Honor, Status, and Law in Modern Latin America

Honor, Status, and Law in Modern Latin America

Book Pages: 344 Illustrations: 4 tables Published: June 2005

Gender and Sexuality > Feminism and Women’s Studies, History > Latin American History, Law > Legal History

This collection brings together recent scholarship that examines how understandings of honor changed in Latin America between political independence in the early nineteenth century and the rise of nationalist challenges to liberalism in the 1930s. These rich historical case studies reveal the uneven processes through which ideas of honor and status came to depend more on achievements such as education and employment and less on the birthright privileges that were the mainstays of honor during the colonial period. Whether considering court battles over lost virginity or police conflicts with prostitutes, vagrants, and the poor over public decorum, the contributors illuminate shifting ideas about public and private spheres, changing conceptions of race, the growing intervention of the state in defining and arbitrating individual reputations, and the enduring role of patriarchy in apportioning both honor and legal rights.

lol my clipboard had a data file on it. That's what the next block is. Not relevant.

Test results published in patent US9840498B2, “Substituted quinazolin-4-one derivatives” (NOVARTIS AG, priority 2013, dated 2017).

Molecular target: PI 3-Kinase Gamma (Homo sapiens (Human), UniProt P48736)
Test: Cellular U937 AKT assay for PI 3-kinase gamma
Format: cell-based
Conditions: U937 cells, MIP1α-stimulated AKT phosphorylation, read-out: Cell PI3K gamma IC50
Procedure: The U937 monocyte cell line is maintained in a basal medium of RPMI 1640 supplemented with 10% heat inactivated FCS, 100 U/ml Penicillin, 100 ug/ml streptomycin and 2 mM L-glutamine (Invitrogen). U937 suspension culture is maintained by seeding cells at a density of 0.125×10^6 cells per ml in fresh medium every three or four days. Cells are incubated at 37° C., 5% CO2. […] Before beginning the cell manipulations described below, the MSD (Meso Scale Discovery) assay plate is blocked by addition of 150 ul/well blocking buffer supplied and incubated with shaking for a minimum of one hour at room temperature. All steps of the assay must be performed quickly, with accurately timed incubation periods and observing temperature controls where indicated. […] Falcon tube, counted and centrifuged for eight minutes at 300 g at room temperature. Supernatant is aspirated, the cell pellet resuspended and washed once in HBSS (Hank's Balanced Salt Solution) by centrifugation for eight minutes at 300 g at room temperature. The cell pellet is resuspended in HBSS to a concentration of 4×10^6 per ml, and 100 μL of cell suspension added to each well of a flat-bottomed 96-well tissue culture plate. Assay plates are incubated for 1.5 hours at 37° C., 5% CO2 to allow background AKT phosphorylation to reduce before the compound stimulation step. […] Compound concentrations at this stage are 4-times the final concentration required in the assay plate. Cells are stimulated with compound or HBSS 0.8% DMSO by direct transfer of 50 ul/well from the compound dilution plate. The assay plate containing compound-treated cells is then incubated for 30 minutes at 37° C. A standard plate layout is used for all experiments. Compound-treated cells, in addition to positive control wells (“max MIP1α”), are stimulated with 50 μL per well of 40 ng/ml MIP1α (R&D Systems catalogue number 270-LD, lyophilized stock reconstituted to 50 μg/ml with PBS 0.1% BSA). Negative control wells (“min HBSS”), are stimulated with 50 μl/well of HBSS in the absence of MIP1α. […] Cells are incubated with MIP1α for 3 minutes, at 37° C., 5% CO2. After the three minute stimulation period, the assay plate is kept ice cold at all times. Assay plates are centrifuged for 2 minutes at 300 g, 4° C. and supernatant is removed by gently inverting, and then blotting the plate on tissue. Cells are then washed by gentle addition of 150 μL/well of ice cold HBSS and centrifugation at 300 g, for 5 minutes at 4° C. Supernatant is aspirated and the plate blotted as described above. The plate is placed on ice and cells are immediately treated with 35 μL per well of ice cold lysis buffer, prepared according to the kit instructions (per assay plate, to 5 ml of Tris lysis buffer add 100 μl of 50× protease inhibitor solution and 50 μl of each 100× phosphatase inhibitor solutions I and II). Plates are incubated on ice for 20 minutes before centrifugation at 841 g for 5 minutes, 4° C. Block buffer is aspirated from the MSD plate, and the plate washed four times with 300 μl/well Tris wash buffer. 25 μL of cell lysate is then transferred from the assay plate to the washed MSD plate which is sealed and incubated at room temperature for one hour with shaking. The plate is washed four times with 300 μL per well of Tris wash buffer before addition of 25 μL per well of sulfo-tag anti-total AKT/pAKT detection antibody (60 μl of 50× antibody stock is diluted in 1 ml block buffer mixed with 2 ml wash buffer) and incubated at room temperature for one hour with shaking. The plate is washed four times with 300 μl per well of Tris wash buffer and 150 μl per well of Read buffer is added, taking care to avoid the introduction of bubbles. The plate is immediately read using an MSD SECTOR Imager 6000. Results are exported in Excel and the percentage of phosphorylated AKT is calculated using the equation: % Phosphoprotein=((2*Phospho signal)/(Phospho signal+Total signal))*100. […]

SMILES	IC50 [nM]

Each essay examines honor in the context of specific historical processes, including early republican nation-building in Peru; the transformation in Mexican villages of the cargo system, by which men rose in rank through service to the community; the abolition of slavery in Rio de Janeiro; the growth of local commerce and shifts in women’s status in highland Bolivia; the formation of a multiethnic society on Costa Rica’s Caribbean coast; and the development of nationalist cultural responses to U.S. colonialism in Puerto Rico. By connecting liberal projects that aimed to modernize law and society with popular understandings of honor and status, this volume sheds new light on broad changes and continuities in Latin America over the course of the long nineteenth century.